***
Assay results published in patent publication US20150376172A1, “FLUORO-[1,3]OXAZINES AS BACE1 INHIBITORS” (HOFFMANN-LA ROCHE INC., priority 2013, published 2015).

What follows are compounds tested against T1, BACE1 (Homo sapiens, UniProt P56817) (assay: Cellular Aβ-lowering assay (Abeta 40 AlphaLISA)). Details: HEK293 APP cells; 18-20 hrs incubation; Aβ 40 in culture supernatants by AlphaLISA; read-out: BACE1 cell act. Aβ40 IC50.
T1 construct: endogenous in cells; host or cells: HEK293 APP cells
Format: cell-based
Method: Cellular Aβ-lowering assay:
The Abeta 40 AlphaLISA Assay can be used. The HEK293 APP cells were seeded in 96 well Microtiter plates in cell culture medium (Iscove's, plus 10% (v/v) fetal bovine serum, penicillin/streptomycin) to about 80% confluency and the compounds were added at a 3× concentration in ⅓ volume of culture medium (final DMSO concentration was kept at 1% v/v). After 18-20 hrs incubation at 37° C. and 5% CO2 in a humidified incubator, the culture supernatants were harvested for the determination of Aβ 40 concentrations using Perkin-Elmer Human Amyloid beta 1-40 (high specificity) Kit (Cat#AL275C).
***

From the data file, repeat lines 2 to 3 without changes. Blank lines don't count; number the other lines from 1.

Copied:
What follows are compounds tested against T1, BACE1 (Homo sapiens, UniProt P56817) (assay: Cellular Aβ-lowering assay (Abeta 40 AlphaLISA)). Details: HEK293 APP cells; 18-20 hrs incubation; Aβ 40 in culture supernatants by AlphaLISA; read-out: BACE1 cell act. Aβ40 IC50.
T1 construct: endogenous in cells; host or cells: HEK293 APP cells